London Mayor Boris Johnson has championed the cause of middle income families, saying they're feeling "utterly and understandably ignored", as he prepared to address the Conservative conference in Birmingham.
Writing in the Daily Telegraph, Mr Johnson called for more help for the "struggling middle" - working families with incomes ranging from £30,000 to £64,000 - particularly regarding issues like housing.
"They are not being helped," he wrote. "They are feeling utterly and understandably ignored. It is time to help them."
Johnson suggests that the property for families in the middle income bracket has become unaffordable, writing in the Telegraph:
"They cannot get the mortgages they would need, not at current prices, and not with lenders in their current mood.
"They have to live at a great distance from their place of work, and spend huge quantities on travel and hardly get to see their children in the evenings. They are obliged to rent at ever higher prices."
He insists that the "squeezed middle" need a housing plan that protects their interests, calling this crucial group "the motor of London" and insists they are being ignored.
Once again he has used the article to highlight his apparent differences with the government. The outspoken Mayor has already clashed with Cameron over Europe, the proposed third runway at Heathrow and funding for infrastructure projects in the capital.
Mr Johnson's arrival in Birmingham threatens to overshadow events in the conference chamber.
Polls have suggested he outstrips Prime Minister David Cameron in public popularity thanks to his re-election as Mayor and his handling of the summer's Olympic Games.
Mr Johnson yesterday sought to play down speculation that he is positioning himself to succeed Mr Cameron as Conservative leader and Prime Minister, insisting that it was a "distraction" from his job as London Mayor.
But in an interview for Pienaar's Politics on BBC Radio 5 Live on the opening day of conference, it was notable that he avoided ruling out a future bid for the party's top job.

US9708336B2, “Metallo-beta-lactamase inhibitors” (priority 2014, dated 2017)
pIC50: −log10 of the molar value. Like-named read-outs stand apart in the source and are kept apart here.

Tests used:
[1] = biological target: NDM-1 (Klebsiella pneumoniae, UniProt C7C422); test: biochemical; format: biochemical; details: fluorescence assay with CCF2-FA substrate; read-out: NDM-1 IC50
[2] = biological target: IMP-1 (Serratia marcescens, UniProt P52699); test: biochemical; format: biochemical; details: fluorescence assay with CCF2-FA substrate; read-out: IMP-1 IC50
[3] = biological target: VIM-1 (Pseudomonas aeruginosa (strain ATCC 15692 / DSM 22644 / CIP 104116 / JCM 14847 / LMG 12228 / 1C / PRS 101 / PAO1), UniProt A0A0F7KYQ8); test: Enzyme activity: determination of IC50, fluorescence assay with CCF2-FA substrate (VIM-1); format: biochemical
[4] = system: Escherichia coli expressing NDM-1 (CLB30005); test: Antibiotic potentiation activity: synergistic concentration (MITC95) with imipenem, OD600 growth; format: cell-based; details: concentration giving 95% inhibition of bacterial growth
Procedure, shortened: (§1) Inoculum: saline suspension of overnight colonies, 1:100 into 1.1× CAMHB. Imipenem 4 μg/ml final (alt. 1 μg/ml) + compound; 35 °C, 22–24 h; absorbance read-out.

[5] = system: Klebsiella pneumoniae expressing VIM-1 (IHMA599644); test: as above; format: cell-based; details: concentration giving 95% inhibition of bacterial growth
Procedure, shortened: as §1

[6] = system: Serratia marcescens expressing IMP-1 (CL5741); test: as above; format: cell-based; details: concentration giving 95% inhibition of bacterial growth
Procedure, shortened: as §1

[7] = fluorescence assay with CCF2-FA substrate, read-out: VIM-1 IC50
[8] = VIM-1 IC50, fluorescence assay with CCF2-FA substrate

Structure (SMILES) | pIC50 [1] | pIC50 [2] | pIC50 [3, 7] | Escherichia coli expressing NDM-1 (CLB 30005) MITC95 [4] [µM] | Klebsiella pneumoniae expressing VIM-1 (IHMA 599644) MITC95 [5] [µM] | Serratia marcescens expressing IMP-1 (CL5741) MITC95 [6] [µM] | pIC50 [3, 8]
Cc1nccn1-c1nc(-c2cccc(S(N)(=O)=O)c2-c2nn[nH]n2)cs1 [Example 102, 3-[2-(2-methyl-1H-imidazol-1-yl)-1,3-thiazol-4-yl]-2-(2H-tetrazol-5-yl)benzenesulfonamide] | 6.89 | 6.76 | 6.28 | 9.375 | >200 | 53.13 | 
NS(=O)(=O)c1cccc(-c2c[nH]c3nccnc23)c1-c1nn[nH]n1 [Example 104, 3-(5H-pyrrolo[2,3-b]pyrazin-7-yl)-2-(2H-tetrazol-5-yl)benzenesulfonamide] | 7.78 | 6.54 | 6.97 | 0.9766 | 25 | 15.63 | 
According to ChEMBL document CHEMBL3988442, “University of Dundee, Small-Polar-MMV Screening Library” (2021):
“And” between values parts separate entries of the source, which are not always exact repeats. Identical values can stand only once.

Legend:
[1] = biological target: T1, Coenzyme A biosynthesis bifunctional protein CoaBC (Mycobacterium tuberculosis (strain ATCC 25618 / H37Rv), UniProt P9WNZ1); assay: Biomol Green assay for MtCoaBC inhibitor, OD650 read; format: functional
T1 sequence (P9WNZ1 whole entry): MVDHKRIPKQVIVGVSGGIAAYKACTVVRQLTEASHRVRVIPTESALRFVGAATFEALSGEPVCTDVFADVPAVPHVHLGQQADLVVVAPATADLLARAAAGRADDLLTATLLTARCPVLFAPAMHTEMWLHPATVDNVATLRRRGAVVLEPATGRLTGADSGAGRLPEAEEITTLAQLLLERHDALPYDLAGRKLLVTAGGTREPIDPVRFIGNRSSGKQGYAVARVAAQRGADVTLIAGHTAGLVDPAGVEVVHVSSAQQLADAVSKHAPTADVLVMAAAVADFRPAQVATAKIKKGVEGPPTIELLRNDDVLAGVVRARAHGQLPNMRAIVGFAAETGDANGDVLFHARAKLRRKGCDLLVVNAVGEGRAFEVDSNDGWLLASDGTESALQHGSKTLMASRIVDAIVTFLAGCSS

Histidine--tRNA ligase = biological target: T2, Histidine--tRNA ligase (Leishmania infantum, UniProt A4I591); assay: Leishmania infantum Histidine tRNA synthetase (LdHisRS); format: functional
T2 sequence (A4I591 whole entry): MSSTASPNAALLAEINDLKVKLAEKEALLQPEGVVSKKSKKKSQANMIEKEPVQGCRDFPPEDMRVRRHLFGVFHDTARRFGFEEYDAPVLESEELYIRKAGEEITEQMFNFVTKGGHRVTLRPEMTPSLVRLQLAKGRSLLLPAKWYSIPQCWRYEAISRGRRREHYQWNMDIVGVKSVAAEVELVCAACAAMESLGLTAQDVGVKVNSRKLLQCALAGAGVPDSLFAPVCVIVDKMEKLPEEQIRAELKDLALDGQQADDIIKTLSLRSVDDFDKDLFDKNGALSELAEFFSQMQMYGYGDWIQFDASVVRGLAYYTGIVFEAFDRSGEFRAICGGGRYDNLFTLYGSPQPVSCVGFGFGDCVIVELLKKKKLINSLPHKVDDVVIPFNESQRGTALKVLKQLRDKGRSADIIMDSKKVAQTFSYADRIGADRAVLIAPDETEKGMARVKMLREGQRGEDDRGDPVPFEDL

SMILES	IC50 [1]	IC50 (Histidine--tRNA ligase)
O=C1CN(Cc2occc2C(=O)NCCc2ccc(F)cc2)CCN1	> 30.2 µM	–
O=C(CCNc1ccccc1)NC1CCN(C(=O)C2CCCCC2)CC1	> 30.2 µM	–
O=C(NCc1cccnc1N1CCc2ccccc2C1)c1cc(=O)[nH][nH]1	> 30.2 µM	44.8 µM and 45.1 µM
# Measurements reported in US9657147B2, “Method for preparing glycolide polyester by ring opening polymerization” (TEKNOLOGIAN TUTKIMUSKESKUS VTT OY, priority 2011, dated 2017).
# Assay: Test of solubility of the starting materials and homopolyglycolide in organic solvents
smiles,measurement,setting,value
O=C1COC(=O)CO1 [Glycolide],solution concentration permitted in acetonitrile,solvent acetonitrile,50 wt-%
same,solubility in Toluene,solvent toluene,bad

Asked if he believed Mr Cameron was doing a better job as PM than he could, he would only say that the question was "unverifiable".
And challenged over whether he harboured ambitions to be PM, he said that what he wanted to be was Mayor "certainly for the next few years", adding: "After four years are up, heaven knows. I will be an old man."
Mr Cameron was the best man to run the country "now", he said, adding that it was "perfectly natural" for the media to construct a narrative in which the two men were in competition, as his position as a representative of London's interests "inevitably" brought him into conflict with the Government.
"My function is to run London, I have been elected to do that, and David Cameron is overwhelmingly the best man now to lead this country, to clear up the mess that Labour left, and I think he is doing a bang-on job," said Mr Johnson.
Mr Cameron - who hosted Mr Johnson for pre-conference weekend drinks at a pub near Chequers - sought to play down any suggestion of rivalry with the London Mayor.
"I have got the opposite of tall poppy syndrome," the PM told BBC1's Andrew Marr Show. "I like having other people in the Conservative Party who are popular, who get out there, talk our message and explain our vision and values.
"I have said to Boris: 'Once you have done your job as London mayor, don't think your job in politics is over.' I think he has got a huge amount to offer, a huge amount to give and I encourage him to do that."
But there is little doubt that Mr Johnson's presence in Birmingham will divert attention from Mr Cameron and his Cabinet colleagues, including Chancellor George Osborne, who is giving his keynote speech today.
The Mayor will address a rally staged by the influential Conservative Home website under the triumphal banner "Re-elected and Olympotastic".
Tomorrow, he will address the conference itself, buoyed by the survey by pollsters Opinium for The Observer which gave him a net +30 rating, compared to -21 for the Prime Minister.